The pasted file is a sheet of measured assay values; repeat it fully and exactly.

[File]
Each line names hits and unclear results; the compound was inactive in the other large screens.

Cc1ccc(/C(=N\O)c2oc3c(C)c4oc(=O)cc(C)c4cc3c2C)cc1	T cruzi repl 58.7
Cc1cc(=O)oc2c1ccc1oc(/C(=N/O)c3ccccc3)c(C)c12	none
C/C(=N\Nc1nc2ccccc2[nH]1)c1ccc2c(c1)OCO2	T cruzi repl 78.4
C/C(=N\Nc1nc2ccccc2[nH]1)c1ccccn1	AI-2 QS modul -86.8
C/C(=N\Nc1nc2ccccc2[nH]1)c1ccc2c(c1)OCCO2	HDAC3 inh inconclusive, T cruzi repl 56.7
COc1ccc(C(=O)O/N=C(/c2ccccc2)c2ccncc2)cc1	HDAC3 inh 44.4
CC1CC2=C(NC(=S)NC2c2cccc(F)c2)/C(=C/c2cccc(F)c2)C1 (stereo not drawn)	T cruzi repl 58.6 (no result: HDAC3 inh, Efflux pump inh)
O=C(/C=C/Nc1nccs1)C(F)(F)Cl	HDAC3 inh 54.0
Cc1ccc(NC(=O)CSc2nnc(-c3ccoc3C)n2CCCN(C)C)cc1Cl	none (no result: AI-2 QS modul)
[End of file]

Each line names hits and unclear results; the compound was inactive in the other large screens.

Cc1ccc(/C(=N\O)c2oc3c(C)c4oc(=O)cc(C)c4cc3c2C)cc1	T cruzi repl 58.7
Cc1cc(=O)oc2c1ccc1oc(/C(=N/O)c3ccccc3)c(C)c12	none
C/C(=N\Nc1nc2ccccc2[nH]1)c1ccc2c(c1)OCO2	T cruzi repl 78.4
C/C(=N\Nc1nc2ccccc2[nH]1)c1ccccn1	AI-2 QS modul -86.8
C/C(=N\Nc1nc2ccccc2[nH]1)c1ccc2c(c1)OCCO2	HDAC3 inh inconclusive, T cruzi repl 56.7
COc1ccc(C(=O)O/N=C(/c2ccccc2)c2ccncc2)cc1	HDAC3 inh 44.4
CC1CC2=C(NC(=S)NC2c2cccc(F)c2)/C(=C/c2cccc(F)c2)C1 (stereo not drawn)	T cruzi repl 58.6 (no result: HDAC3 inh, Efflux pump inh)
O=C(/C=C/Nc1nccs1)C(F)(F)Cl	HDAC3 inh 54.0
Cc1ccc(NC(=O)CSc2nnc(-c3ccoc3C)n2CCCN(C)C)cc1Cl	none (no result: AI-2 QS modul)